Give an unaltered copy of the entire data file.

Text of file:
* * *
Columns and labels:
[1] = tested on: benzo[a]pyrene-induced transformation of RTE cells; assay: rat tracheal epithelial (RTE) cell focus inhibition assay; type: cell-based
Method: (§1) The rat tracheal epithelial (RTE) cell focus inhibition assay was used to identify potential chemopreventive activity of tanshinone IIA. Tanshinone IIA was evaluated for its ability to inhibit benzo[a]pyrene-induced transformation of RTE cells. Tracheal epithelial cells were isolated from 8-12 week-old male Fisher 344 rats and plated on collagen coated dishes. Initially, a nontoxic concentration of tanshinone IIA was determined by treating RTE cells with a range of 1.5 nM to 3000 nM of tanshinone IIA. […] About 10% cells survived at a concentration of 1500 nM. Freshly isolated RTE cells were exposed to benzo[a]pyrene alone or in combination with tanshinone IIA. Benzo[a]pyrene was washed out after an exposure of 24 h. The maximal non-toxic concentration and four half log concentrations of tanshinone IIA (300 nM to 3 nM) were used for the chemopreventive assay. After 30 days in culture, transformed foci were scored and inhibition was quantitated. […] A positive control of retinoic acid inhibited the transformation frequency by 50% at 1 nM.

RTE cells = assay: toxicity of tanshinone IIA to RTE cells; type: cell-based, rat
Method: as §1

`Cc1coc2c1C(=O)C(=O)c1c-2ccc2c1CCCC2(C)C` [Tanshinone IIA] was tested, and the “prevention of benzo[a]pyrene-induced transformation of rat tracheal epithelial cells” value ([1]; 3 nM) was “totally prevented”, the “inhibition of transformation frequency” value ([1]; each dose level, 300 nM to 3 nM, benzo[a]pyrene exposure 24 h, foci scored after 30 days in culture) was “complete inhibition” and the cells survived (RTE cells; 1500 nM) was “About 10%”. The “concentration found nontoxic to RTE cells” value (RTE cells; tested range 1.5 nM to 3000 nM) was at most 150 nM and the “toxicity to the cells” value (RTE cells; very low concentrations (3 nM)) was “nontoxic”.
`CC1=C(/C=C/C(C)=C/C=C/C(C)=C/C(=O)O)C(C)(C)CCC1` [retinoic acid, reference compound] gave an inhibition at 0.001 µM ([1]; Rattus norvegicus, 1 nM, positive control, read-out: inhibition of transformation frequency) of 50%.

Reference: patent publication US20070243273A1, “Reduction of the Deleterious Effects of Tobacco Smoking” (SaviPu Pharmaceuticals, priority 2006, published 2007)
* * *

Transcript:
Columns and labels:
[1] = tested on: benzo[a]pyrene-induced transformation of RTE cells; assay: rat tracheal epithelial (RTE) cell focus inhibition assay; type: cell-based
Method: (§1) The rat tracheal epithelial (RTE) cell focus inhibition assay was used to identify potential chemopreventive activity of tanshinone IIA. Tanshinone IIA was evaluated for its ability to inhibit benzo[a]pyrene-induced transformation of RTE cells. Tracheal epithelial cells were isolated from 8-12 week-old male Fisher 344 rats and plated on collagen coated dishes. Initially, a nontoxic concentration of tanshinone IIA was determined by treating RTE cells with a range of 1.5 nM to 3000 nM of tanshinone IIA. […] About 10% cells survived at a concentration of 1500 nM. Freshly isolated RTE cells were exposed to benzo[a]pyrene alone or in combination with tanshinone IIA. Benzo[a]pyrene was washed out after an exposure of 24 h. The maximal non-toxic concentration and four half log concentrations of tanshinone IIA (300 nM to 3 nM) were used for the chemopreventive assay. After 30 days in culture, transformed foci were scored and inhibition was quantitated. […] A positive control of retinoic acid inhibited the transformation frequency by 50% at 1 nM.

RTE cells = assay: toxicity of tanshinone IIA to RTE cells; type: cell-based, rat
Method: as §1

`Cc1coc2c1C(=O)C(=O)c1c-2ccc2c1CCCC2(C)C` [Tanshinone IIA] was tested, and the “prevention of benzo[a]pyrene-induced transformation of rat tracheal epithelial cells” value ([1]; 3 nM) was “totally prevented”, the “inhibition of transformation frequency” value ([1]; each dose level, 300 nM to 3 nM, benzo[a]pyrene exposure 24 h, foci scored after 30 days in culture) was “complete inhibition” and the cells survived (RTE cells; 1500 nM) was “About 10%”. The “concentration found nontoxic to RTE cells” value (RTE cells; tested range 1.5 nM to 3000 nM) was at most 150 nM and the “toxicity to the cells” value (RTE cells; very low concentrations (3 nM)) was “nontoxic”.
`CC1=C(/C=C/C(C)=C/C=C/C(C)=C/C(=O)O)C(C)(C)CCC1` [retinoic acid, reference compound] gave an inhibition at 0.001 µM ([1]; Rattus norvegicus, 1 nM, positive control, read-out: inhibition of transformation frequency) of 50%.

Reference: patent publication US20070243273A1, “Reduction of the Deleterious Effects of Tobacco Smoking” (SaviPu Pharmaceuticals, priority 2006, published 2007)